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Acids and Bases

 

Atoms can gain or lose electrons in order to form ions in a process called ionization (compounds formed in this way are called ionic compounds).  When ionic compounds dissolve in water, their ions separate from one another in a process called dissociation.  One interesting feature of water and many other covalent compounds is that they too can dissociate into ions.  Unlike ionic compounds, such as sodium chloride, they are not ionized before they dissociate; they accomplish ionization and dissociation at the same time.

Dissociation of Water

When water dissociates, one of the hydrogen nuclei leaves its electron behind with the oxygen atom to become a hydrogen ion, while the oxygen and other hydrogen atoms become a hydroxide ion.  Since the hydrogen ion has no electron to neutralize the positive charge on its proton, it has a full unit of positive charge and is symbolized as H+.  The hydroxide ion retains the electron left behind and thus has a full unit of negative charge, symbolized by OH-.  The hydrogen ion (proton) does not wander long by itself before it attaches to the oxygen atom of a second un-ionized water molecule to form a hydronium ion (H3O +)

In any sample of water, very few of the molecules are dissociated at any one time:  in fact, only about one in 550 million.  There is, however, a constant change; as one hydrogen ion reattaches to a hydroxide ion to form a water molecule, another water molecule dissociates to replace the hydrogen ion and the hydroxide ion in solution.

Hydrochloric Acid

Certain molecules, ionic and covalent, dissociate in such a way that they release a hydrogen ion without releasing a hydroxide ion.  These substances are called acids.  Since a hydrogen ion is really just a single proton in most cases, the chemist’s definition of an acid is a “proton donor.” If very many protons (hydrogen ions) are “donated” the effect can be very profound, such as burning your skin or dissolving metal.  The acid illustrated is hydrochloric acid.  Pure hydrochloric acid is a gas, but it dissolves easily in water to produce a solution of hydrogen ion and chloride ion.  Since nearly all of it is dissociated in water, it is called a strong acid.  Acids that do not dissociate completely are called weak acids.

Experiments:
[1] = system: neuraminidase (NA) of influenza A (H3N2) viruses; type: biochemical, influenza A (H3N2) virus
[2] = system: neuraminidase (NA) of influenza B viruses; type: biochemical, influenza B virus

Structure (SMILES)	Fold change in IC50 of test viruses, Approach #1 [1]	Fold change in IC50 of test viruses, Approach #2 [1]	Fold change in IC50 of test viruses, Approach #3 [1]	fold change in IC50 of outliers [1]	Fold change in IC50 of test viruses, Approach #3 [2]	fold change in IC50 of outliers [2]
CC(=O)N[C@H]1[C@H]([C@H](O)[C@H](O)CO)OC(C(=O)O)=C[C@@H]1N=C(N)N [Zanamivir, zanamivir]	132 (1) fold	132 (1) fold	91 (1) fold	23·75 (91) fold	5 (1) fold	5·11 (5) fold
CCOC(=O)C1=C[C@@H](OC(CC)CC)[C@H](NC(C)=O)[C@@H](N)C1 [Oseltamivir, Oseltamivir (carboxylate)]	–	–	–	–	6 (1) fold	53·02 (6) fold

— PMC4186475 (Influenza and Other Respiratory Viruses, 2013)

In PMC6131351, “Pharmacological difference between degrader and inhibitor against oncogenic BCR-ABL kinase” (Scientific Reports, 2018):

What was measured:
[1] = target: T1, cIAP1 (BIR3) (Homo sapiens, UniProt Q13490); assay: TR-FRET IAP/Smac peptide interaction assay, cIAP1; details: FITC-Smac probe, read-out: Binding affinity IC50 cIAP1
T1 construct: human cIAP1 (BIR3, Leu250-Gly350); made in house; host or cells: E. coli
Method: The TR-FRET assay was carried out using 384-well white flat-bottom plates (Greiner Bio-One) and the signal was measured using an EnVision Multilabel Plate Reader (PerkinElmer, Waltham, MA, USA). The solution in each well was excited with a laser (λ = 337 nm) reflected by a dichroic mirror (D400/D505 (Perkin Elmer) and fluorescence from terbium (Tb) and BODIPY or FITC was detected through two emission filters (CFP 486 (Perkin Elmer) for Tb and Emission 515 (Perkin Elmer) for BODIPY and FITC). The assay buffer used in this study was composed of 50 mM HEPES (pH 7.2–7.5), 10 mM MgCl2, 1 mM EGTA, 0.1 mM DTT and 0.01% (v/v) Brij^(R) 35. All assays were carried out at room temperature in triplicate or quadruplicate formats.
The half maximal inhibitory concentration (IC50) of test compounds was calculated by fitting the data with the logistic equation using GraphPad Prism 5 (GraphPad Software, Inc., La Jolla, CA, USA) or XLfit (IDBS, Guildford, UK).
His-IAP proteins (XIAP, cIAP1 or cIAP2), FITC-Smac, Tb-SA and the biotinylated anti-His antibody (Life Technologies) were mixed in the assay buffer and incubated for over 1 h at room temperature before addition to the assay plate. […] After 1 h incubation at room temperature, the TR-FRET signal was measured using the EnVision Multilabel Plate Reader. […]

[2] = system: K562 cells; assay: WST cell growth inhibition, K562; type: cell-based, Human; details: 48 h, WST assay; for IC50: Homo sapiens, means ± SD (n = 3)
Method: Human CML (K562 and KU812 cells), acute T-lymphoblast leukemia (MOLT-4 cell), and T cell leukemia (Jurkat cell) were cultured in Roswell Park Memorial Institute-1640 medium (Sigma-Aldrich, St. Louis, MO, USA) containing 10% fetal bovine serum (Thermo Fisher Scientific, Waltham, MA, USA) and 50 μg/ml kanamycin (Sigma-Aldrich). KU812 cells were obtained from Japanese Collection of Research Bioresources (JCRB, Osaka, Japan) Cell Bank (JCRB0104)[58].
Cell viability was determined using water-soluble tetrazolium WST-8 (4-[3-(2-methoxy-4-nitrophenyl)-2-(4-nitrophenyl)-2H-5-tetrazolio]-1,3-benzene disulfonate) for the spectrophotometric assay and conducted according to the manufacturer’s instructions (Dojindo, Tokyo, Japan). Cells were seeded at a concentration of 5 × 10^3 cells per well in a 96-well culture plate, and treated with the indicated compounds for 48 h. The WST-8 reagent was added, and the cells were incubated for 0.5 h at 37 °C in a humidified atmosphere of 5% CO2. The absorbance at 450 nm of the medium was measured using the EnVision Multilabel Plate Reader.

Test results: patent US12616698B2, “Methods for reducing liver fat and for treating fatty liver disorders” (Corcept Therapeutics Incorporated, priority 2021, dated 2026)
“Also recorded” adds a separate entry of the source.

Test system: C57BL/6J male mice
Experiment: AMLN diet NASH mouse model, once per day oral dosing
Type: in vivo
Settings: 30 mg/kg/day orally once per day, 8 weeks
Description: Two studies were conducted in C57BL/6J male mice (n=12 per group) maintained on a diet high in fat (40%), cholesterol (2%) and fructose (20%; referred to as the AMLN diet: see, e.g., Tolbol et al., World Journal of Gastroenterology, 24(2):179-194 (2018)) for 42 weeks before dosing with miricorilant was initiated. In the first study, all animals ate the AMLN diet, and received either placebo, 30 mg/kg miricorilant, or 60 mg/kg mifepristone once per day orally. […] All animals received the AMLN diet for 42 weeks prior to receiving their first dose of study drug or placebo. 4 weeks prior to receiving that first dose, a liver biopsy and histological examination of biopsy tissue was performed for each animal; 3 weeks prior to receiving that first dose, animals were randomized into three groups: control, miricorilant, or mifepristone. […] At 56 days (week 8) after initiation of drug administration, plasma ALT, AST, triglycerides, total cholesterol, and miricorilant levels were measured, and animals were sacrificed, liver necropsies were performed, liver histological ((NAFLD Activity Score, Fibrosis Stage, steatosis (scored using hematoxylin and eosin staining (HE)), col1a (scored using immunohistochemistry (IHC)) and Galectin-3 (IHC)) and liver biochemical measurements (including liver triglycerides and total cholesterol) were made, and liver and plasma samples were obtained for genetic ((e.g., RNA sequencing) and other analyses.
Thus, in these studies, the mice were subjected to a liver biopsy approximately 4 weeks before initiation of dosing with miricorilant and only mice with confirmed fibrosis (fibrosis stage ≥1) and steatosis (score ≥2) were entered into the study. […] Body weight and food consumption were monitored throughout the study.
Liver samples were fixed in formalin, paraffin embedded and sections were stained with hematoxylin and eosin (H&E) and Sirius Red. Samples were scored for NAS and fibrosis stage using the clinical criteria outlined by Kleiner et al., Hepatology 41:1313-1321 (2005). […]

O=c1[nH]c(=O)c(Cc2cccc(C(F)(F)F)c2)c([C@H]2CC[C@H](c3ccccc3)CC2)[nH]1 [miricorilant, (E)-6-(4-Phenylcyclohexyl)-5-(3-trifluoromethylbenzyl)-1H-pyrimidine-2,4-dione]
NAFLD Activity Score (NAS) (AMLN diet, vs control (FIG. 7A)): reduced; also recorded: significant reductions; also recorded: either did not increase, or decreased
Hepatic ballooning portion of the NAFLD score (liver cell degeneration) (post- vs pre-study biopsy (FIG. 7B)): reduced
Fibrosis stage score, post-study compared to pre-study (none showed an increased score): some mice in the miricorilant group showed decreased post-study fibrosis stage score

Sodium Hydroxide

The opposite of an acid is a base, also known as an alkali.  A typical strong base is sodium hydroxide, the principal component of lye.  Sodium hydroxide dissociates to form a sodium ion and a hydroxide ion.  A base is defined as a “proton acceptor.”  The most common bases produce hydroxide ion when they dissociate, and it is the hydroxide ion that accepts the proton.  A strong base can give your skin a much worse burn than an acid.

Neutralization

When a base and an acid are mixed, the hydroxide ion and the base combines with the hydrogen ion from the acid to form water.   This process is called neutralization.

acids

neutralize

 

Questions:

1. What happens when an atom gains or loses an electron?

 

2. In your own words, explain why water generally has a neutral pH, even though water molecules dissociate.

 

3. Why are acids called proton donors?

 

4. What happens during neutralization?

 

5. Give an example of a strong base, and a strong acid.